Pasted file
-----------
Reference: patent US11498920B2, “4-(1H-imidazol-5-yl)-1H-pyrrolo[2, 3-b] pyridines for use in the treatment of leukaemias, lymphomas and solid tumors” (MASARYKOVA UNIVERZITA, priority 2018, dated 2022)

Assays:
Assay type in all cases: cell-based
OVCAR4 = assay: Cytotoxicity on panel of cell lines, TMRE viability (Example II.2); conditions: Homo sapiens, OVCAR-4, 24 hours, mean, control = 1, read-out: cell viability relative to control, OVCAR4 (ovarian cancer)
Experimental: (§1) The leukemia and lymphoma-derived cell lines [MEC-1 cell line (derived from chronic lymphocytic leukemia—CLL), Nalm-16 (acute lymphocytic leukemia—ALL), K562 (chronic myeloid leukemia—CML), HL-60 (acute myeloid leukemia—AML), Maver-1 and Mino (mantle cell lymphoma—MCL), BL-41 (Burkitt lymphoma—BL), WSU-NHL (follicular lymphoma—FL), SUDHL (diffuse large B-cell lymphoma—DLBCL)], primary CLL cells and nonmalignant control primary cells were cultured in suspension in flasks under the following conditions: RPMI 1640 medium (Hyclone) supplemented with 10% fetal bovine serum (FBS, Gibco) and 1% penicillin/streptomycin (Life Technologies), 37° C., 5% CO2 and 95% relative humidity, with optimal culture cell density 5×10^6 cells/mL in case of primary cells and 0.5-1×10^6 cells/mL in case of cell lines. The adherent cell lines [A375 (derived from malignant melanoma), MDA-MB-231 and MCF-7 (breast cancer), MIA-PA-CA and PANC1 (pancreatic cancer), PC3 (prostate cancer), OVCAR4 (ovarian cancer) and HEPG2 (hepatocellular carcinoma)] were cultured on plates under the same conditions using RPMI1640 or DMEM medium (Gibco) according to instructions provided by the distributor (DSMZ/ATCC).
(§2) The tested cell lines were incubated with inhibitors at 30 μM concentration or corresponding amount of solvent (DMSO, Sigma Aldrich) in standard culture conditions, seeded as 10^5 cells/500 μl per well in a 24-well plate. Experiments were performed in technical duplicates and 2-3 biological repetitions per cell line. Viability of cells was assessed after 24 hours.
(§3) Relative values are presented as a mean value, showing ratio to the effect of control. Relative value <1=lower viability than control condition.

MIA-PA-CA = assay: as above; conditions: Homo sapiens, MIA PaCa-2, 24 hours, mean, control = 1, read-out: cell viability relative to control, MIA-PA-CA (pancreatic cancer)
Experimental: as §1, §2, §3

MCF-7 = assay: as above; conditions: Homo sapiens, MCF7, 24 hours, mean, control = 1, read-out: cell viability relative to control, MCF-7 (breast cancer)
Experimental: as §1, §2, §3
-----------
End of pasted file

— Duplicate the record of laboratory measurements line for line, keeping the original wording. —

Reference: patent US11498920B2, “4-(1H-imidazol-5-yl)-1H-pyrrolo[2, 3-b] pyridines for use in the treatment of leukaemias, lymphomas and solid tumors” (MASARYKOVA UNIVERZITA, priority 2018, dated 2022)

Assays:
Assay type in all cases: cell-based
OVCAR4 = assay: Cytotoxicity on panel of cell lines, TMRE viability (Example II.2); conditions: Homo sapiens, OVCAR-4, 24 hours, mean, control = 1, read-out: cell viability relative to control, OVCAR4 (ovarian cancer)
Experimental: (§1) The leukemia and lymphoma-derived cell lines [MEC-1 cell line (derived from chronic lymphocytic leukemia—CLL), Nalm-16 (acute lymphocytic leukemia—ALL), K562 (chronic myeloid leukemia—CML), HL-60 (acute myeloid leukemia—AML), Maver-1 and Mino (mantle cell lymphoma—MCL), BL-41 (Burkitt lymphoma—BL), WSU-NHL (follicular lymphoma—FL), SUDHL (diffuse large B-cell lymphoma—DLBCL)], primary CLL cells and nonmalignant control primary cells were cultured in suspension in flasks under the following conditions: RPMI 1640 medium (Hyclone) supplemented with 10% fetal bovine serum (FBS, Gibco) and 1% penicillin/streptomycin (Life Technologies), 37° C., 5% CO2 and 95% relative humidity, with optimal culture cell density 5×10^6 cells/mL in case of primary cells and 0.5-1×10^6 cells/mL in case of cell lines. The adherent cell lines [A375 (derived from malignant melanoma), MDA-MB-231 and MCF-7 (breast cancer), MIA-PA-CA and PANC1 (pancreatic cancer), PC3 (prostate cancer), OVCAR4 (ovarian cancer) and HEPG2 (hepatocellular carcinoma)] were cultured on plates under the same conditions using RPMI1640 or DMEM medium (Gibco) according to instructions provided by the distributor (DSMZ/ATCC).
(§2) The tested cell lines were incubated with inhibitors at 30 μM concentration or corresponding amount of solvent (DMSO, Sigma Aldrich) in standard culture conditions, seeded as 10^5 cells/500 μl per well in a 24-well plate. Experiments were performed in technical duplicates and 2-3 biological repetitions per cell line. Viability of cells was assessed after 24 hours.
(§3) Relative values are presented as a mean value, showing ratio to the effect of control. Relative value <1=lower viability than control condition.

MIA-PA-CA = assay: as above; conditions: Homo sapiens, MIA PaCa-2, 24 hours, mean, control = 1, read-out: cell viability relative to control, MIA-PA-CA (pancreatic cancer)
Experimental: as §1, §2, §3

MCF-7 = assay: as above; conditions: Homo sapiens, MCF7, 24 hours, mean, control = 1, read-out: cell viability relative to control, MCF-7 (breast cancer)
Experimental: as §1, §2, §3